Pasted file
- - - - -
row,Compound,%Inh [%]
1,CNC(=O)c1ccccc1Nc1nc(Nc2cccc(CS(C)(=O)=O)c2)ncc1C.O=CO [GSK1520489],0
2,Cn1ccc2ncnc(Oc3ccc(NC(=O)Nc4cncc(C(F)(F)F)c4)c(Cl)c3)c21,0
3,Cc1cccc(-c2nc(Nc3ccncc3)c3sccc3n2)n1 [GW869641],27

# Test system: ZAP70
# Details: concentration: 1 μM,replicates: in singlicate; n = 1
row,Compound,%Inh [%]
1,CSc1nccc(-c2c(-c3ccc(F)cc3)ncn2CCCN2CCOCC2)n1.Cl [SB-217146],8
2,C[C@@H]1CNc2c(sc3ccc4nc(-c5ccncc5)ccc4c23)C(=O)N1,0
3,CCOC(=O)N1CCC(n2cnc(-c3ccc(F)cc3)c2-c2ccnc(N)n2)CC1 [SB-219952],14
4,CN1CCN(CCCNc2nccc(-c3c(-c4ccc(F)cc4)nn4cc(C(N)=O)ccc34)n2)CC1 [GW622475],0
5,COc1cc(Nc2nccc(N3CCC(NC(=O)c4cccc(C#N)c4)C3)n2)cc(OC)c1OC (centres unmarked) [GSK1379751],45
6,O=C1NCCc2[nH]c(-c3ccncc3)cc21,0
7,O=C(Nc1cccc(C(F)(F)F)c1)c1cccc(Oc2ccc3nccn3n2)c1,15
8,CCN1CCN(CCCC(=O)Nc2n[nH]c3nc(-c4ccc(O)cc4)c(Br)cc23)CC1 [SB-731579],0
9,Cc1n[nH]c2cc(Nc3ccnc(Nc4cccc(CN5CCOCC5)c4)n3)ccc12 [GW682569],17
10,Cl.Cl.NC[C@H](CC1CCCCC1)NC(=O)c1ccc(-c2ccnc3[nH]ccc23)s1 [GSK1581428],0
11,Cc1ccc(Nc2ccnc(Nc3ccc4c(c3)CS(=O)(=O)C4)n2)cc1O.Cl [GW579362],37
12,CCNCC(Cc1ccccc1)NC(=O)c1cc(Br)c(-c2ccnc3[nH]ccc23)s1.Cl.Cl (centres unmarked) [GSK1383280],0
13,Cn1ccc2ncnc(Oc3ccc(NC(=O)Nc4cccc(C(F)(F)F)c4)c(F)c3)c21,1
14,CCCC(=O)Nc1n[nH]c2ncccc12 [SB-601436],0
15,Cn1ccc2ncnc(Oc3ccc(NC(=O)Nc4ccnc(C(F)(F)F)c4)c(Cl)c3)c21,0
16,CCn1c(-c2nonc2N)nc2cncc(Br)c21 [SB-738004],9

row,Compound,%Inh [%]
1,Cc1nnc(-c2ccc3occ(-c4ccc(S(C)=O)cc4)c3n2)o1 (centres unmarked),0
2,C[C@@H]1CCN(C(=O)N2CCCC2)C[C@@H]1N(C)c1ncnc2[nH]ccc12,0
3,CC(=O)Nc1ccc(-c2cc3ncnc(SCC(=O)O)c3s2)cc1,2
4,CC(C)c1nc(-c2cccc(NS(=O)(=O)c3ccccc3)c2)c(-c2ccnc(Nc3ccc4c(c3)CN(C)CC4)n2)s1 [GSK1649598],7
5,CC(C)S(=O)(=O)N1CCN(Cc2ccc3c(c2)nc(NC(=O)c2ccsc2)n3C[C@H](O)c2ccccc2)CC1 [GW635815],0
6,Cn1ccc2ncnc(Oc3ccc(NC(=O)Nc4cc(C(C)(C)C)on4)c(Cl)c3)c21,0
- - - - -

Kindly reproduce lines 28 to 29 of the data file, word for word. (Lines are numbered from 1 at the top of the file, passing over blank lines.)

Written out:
4,CC(C)c1nc(-c2cccc(NS(=O)(=O)c3ccccc3)c2)c(-c2ccnc(Nc3ccc4c(c3)CN(C)CC4)n2)s1 [GSK1649598],7
5,CC(C)S(=O)(=O)N1CCN(Cc2ccc3c(c2)nc(NC(=O)c2ccsc2)n3C[C@H](O)c2ccccc2)CC1 [GW635815],0